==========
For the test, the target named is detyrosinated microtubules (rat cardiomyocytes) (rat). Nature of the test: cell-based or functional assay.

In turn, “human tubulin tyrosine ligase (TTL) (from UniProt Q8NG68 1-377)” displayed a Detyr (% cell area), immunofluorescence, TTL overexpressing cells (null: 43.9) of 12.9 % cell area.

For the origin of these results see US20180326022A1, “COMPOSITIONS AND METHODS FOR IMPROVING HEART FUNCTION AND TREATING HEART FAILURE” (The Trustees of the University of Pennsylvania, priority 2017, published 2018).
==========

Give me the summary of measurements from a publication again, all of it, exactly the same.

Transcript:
For the test, the target named is detyrosinated microtubules (rat cardiomyocytes) (rat). Nature of the test: cell-based or functional assay.

In turn, “human tubulin tyrosine ligase (TTL) (from UniProt Q8NG68 1-377)” displayed a Detyr (% cell area), immunofluorescence, TTL overexpressing cells (null: 43.9) of 12.9 % cell area.

For the origin of these results see US20180326022A1, “COMPOSITIONS AND METHODS FOR IMPROVING HEART FUNCTION AND TREATING HEART FAILURE” (The Trustees of the University of Pennsylvania, priority 2017, published 2018).